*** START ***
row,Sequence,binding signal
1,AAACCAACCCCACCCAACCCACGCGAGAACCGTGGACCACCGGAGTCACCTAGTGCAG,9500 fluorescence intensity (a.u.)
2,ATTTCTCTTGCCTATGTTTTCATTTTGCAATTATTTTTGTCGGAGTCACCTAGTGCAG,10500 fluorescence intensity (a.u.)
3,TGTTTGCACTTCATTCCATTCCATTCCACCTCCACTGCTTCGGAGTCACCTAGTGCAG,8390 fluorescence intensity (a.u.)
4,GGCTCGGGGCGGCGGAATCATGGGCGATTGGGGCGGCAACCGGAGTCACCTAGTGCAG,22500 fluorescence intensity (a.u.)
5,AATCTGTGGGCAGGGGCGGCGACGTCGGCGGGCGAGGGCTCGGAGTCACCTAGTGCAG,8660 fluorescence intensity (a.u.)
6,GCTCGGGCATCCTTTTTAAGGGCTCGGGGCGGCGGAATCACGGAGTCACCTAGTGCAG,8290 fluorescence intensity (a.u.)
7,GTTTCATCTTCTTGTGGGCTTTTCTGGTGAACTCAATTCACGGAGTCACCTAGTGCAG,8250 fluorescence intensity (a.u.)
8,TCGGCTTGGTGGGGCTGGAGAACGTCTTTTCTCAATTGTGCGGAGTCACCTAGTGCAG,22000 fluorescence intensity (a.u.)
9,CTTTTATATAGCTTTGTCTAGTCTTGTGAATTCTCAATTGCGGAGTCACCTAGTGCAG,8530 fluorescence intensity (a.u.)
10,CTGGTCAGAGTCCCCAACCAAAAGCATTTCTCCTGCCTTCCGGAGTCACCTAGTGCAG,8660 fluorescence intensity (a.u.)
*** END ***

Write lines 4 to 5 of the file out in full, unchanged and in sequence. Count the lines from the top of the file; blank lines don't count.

3,TGTTTGCACTTCATTCCATTCCATTCCACCTCCACTGCTTCGGAGTCACCTAGTGCAG,8390 fluorescence intensity (a.u.)
4,GGCTCGGGGCGGCGGAATCATGGGCGATTGGGGCGGCAACCGGAGTCACCTAGTGCAG,22500 fluorescence intensity (a.u.)